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Acute kidney injury: an acceptable risk of treatment with renin-angiotensin system blockade in primary care?

Bedford M, Farmer CK, Irving J, Stevens PE - Can J Kidney Health Dis (2015)

Bottom Line: However, prescription of RAS blockade in the absence of indication appeared to be associated with greater risk of AKI.Use of RAS antagonists increased the risk of AKI, independent of common confounding variables.After correction for confounders the risk fell away and became non-significant for moderate and severe AKI.

View Article: PubMed Central - PubMed

Affiliation: Kent Kidney Research Group, East Kent Hospitals University NHS Foundation Trust, Kent and Canterbury Hospital, Ethelbert Road, CT1 3NG Canterbury, Kent.

ABSTRACT

Background: Use of renin-angiotensin system (RAS) blockade has become increasingly widespread driven by evidence-based guidance. There is concern about the role of these agents in the genesis of avoidable acute kidney injury (AKI).

Objectives: To investigate the association between AKI and use of RAS blockade.

Design: Multilevel hierarchical analysis of a large cohort of patients registered with UK general practitioners.

Setting: Primary care practices in East and West Kent, United Kingdom.

Patients: 244,715 patients from 27 practices.

Measurements: Demographic, clinical, biochemical and prescription data.

Methods: Analyses of data acquired between 02/3/2004 and 17/04/2012 using multilevel logistic regression to determine the relationship between AKI and use of RAS blockade; further analysed by indication for treatment with RAS blockade.

Results: Sufficient serum creatinine data were available to define AKI in 63,735 patients with 208,275 blood test instances. In 95,569 instances the patient was prescribed a RAS antagonist of which 5.4% fulfilled criteria for AKI. The unadjusted odds ratio (OR) for AKI in those prescribed RAS blockade was 1.93 (1.81-2.06, 95%CI) falling to 1.11 (1.02-1.20, 95%CI) when adjusted for age, gender, co-morbidity, GFR category, proteinuria, systolic blood pressure and diuretic therapy. In patients with an evidence-based indication there was no difference in absolute risk of AKI. However, prescription of RAS blockade in the absence of indication appeared to be associated with greater risk of AKI. When analysis was repeated with AKIN2/AKIN3 as the outcome, although risk of AKI remained significant when unadjusted (OR 1.73, 95%CI 1.42-2.11, p<0.001), after full adjustment there was no increased risk (OR 0.83, 95%CI 0.63-1.09) in those taking RAS antagonists. However, when analysed by indication AKIN2/AKIN3 was significantly more likely in those prescribed RAS antagonists without indication (OR 2.04, 95%CI 1.41-2.94, p<0.001).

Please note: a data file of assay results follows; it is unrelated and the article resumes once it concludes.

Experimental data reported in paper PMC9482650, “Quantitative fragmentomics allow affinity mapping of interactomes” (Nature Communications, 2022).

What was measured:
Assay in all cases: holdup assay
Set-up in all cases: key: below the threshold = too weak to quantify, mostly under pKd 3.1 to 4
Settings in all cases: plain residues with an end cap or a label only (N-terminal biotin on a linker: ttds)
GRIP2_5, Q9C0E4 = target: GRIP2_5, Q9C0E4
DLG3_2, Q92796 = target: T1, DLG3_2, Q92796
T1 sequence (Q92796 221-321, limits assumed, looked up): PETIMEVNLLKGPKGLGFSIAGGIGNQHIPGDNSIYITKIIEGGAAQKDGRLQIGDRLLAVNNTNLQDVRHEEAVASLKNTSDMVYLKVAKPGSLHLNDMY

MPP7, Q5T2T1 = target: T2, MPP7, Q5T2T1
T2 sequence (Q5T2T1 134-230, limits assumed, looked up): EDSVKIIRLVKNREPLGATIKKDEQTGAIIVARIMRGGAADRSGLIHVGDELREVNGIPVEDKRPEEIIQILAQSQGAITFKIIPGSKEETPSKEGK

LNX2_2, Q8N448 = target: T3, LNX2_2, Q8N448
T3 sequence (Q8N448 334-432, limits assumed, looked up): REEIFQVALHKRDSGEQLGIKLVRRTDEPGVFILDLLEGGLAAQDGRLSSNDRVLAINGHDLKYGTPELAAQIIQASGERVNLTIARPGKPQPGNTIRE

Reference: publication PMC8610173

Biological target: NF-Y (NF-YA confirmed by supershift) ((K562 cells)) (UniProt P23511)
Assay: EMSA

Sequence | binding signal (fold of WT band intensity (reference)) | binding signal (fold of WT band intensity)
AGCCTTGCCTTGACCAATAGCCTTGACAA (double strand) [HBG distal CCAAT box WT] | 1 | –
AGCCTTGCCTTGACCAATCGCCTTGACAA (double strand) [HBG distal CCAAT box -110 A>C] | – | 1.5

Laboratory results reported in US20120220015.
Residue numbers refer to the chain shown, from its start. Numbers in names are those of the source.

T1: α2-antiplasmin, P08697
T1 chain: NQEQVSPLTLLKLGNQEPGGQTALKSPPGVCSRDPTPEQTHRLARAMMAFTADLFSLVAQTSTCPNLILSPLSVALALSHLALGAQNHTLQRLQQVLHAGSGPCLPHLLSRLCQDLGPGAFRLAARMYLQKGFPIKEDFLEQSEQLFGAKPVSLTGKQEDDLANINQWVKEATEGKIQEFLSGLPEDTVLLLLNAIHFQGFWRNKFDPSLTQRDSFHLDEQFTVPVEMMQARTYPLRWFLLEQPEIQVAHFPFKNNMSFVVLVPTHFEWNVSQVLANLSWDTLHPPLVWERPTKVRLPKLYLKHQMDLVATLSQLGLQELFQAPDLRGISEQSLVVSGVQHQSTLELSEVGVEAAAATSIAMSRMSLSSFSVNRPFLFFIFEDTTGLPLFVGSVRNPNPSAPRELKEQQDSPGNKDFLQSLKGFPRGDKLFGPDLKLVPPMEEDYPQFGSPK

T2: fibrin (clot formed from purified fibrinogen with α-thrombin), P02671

Limitations: Observational database study. No information concerning hospitalisation. Prescribing assumptions and potential inaccurate coding. Potential survival bias; patients surviving longer will contribute more data.

Conclusions: Use of RAS antagonists increased the risk of AKI, independent of common confounding variables. After correction for confounders the risk fell away and became non-significant for moderate and severe AKI. However, where there was no evidence-based indication for RAS antagonists the risk of AKI, whether mild, moderate or severe, remained greater.

No MeSH data available.


Related in: MedlinePlus

Study cohort and acute kidney injury (AKI) subdivided by RAS antagonist prescription and proteinuria testing.
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Fig1: Study cohort and acute kidney injury (AKI) subdivided by RAS antagonist prescription and proteinuria testing.

Mentions: There were 345,986 “blood test instances” from 121,933 patients in a practice population of 244,715. In 137,276 (39.7%) of the “blood test instances” no prior creatinine data were available and the presence or absence of AKI could not be assessed. The baseline characteristics of these subjects showed them to be significantly younger, with very little co-morbidity compared to those with baseline GFR data (Table 1). Only 5 percent had CKD and 21 percent hypertension, unsurprisingly they were prescribed significantly fewer medications and only 13 percent had an evidence-based indication for RAS blockade. 435 “blood test instances” from 83 patients were removed as the patient’s baseline GFR was <15 ml/min/1.73 m2. This left outcome data for 208,275 “blood test instances” from 63,722 patients. Table 1 demonstrates the population demographics of these 63,722 patients at baseline. In 112,706 of these instances the patient was not taking a RAS antagonist, 3.1% (3,440) of these instances fulfilled criteria for AKI. In 95,569 blood test instances the patient was taking a RAS antagonist, 5.4% (5,194) of these instances fulfilled criteria for AKI (Figure 1). Of the 63,722 patients: 27,970 (44%) also had proteinuria testing. Of these 22,552 (35%) had “normal to mildly elevated”, 4,473 (7%) had “Moderately elevated” and 945 (1.5%) had “Severely elevated” levels of proteinuria.Table 1